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Art and Love

The exhibition is made possible by the Gail and Parker Gilbert Fund and the Samuel H. Kress Foundation.

Additional support is provided by The Horace W. Goldsmith Foundation.

The catalogue is made possible by The Andrew W. Mellon Foundation.

Additional support is provided by the Charles Bloom Foundation.

The exhibition was organized by The Metropolitan Museum of Art, New York, and the Kimbell Art Museum, Fort Worth.

It is supported by an indemnity from the Federal Council on the Arts and the Humanities.

Featured Media

Sunday at the Met: Art and Love in the Renaissance (Part 2)

Program information

Presented in conjunction with the exhibition Art and Love in Renaissance Italy (on view November 18, 2008–February 16, 2009), these lectures explore the various exceptional objects created to celebrate love and marriage in the Italian Renaissance.

Introduction:
Andrea Bayer, Curator, Department of European Paintings, The Metropolitan Museum of Art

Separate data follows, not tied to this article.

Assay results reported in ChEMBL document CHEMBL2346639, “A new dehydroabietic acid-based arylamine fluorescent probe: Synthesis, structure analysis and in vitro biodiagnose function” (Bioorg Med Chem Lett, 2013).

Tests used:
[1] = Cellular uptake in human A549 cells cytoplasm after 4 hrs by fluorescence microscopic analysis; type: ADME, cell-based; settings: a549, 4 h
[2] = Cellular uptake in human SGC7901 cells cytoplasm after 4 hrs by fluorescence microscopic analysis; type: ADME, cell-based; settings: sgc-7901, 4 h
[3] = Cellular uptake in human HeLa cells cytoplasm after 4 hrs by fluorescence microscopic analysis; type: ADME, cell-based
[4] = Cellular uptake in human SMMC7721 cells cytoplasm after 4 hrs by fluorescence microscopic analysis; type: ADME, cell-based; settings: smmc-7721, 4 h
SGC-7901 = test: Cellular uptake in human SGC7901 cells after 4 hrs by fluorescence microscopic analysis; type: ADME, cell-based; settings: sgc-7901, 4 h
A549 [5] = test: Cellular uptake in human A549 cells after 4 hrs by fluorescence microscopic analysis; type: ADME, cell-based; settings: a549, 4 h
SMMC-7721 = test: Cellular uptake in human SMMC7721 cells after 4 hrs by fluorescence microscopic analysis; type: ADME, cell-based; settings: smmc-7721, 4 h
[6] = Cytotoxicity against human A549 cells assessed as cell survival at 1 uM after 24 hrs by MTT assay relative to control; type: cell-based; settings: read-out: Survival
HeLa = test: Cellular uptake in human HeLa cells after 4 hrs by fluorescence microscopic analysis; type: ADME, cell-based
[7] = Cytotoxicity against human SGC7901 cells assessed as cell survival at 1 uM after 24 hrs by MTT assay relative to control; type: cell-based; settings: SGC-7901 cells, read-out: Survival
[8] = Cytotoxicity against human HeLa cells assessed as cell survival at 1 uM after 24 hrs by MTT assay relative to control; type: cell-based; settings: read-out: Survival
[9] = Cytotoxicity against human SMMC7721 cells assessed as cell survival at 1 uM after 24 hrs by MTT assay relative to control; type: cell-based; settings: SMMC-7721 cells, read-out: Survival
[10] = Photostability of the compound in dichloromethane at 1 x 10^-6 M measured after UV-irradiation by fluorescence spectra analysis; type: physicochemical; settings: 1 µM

Speakers:
"Imagery of Love and Marriage on Italian Ceramics"
Dora Thornton, Curator of Renaissance Collections and of the Waddesdon Bequest, Department of Prehistory and Europe, British Museum

"Sex in the Eternal City"
Linda Wolk-Simon, Curator, Department of Drawings and Prints, The Metropolitan Museum of Art

"What's Love Got To Do With It?"
Beverly Louise Brown, independent scholar, London

Part Two of Three

Recorded November 16, 2008

Art and Love in Renaissance Italy

November 18, 2008–February 16, 2009

Accompanied by a catalogue

This exhibition explores the various exceptional objects created to celebrate love and marriage in the Italian Renaissance. The approximately 150 objects, which date from about 1400 to the mid-sixteenth century, range from exquisite examples of maiolica and jewelry given as gifts to the couple, to marriage portraits and paintings that extol sensual love and fecundity, such as the Metropolitan's Venus and Cupid by the great Venetian artist Lorenzo Lotto. The exhibition also includes some of the rarest and most significant pieces of Renaissance glassware, cassone panels, birth trays, and drawings and prints of amorous subjects.